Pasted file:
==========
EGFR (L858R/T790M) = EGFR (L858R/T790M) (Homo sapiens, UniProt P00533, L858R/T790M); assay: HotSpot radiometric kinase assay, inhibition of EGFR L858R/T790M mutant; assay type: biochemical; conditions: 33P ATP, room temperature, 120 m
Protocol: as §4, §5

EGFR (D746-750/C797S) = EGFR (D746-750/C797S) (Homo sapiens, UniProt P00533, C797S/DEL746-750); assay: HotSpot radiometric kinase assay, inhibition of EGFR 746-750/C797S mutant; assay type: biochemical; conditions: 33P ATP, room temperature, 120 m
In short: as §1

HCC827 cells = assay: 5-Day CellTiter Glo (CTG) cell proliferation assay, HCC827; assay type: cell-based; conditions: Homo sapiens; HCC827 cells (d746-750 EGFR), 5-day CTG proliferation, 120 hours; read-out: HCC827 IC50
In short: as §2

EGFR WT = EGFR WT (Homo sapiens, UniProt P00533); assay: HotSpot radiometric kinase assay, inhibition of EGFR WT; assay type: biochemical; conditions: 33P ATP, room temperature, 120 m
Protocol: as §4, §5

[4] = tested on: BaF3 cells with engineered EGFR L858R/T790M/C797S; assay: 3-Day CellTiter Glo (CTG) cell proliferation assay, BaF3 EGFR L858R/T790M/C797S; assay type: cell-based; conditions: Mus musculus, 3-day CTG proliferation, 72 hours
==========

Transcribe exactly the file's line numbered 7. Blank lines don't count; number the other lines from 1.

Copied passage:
EGFR WT = EGFR WT (Homo sapiens, UniProt P00533); assay: HotSpot radiometric kinase assay, inhibition of EGFR WT; assay type: biochemical; conditions: 33P ATP, room temperature, 120 m